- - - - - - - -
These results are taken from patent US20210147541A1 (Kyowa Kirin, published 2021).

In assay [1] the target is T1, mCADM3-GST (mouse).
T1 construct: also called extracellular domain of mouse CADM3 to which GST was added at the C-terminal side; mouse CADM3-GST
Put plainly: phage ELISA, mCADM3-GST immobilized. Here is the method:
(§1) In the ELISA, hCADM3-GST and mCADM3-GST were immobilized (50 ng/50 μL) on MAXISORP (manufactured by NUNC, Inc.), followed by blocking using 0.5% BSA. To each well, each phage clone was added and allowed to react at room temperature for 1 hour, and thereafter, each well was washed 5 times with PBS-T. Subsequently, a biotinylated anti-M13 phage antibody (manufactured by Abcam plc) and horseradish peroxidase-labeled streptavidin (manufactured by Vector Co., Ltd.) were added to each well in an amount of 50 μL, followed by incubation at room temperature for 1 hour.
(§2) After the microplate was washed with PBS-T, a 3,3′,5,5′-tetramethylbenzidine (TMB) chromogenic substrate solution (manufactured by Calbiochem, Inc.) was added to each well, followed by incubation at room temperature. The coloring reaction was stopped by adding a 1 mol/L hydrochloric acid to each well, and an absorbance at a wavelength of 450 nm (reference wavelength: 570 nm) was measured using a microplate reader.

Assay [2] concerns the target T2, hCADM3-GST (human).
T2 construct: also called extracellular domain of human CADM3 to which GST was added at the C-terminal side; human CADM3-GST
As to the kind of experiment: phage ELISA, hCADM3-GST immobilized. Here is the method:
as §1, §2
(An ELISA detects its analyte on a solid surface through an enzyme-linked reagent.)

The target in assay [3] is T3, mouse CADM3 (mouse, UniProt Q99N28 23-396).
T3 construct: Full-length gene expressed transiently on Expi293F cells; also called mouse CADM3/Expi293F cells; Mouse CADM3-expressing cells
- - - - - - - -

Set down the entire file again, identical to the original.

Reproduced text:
These results are taken from patent US20210147541A1 (Kyowa Kirin, published 2021).

In assay [1] the target is T1, mCADM3-GST (mouse).
T1 construct: also called extracellular domain of mouse CADM3 to which GST was added at the C-terminal side; mouse CADM3-GST
Put plainly: phage ELISA, mCADM3-GST immobilized. Here is the method:
(§1) In the ELISA, hCADM3-GST and mCADM3-GST were immobilized (50 ng/50 μL) on MAXISORP (manufactured by NUNC, Inc.), followed by blocking using 0.5% BSA. To each well, each phage clone was added and allowed to react at room temperature for 1 hour, and thereafter, each well was washed 5 times with PBS-T. Subsequently, a biotinylated anti-M13 phage antibody (manufactured by Abcam plc) and horseradish peroxidase-labeled streptavidin (manufactured by Vector Co., Ltd.) were added to each well in an amount of 50 μL, followed by incubation at room temperature for 1 hour.
(§2) After the microplate was washed with PBS-T, a 3,3′,5,5′-tetramethylbenzidine (TMB) chromogenic substrate solution (manufactured by Calbiochem, Inc.) was added to each well, followed by incubation at room temperature. The coloring reaction was stopped by adding a 1 mol/L hydrochloric acid to each well, and an absorbance at a wavelength of 450 nm (reference wavelength: 570 nm) was measured using a microplate reader.

Assay [2] concerns the target T2, hCADM3-GST (human).
T2 construct: also called extracellular domain of human CADM3 to which GST was added at the C-terminal side; human CADM3-GST
As to the kind of experiment: phage ELISA, hCADM3-GST immobilized. Here is the method:
as §1, §2
(An ELISA detects its analyte on a solid surface through an enzyme-linked reagent.)

The target in assay [3] is T3, mouse CADM3 (mouse, UniProt Q99N28 23-396).
T3 construct: Full-length gene expressed transiently on Expi293F cells; also called mouse CADM3/Expi293F cells; Mouse CADM3-expressing cells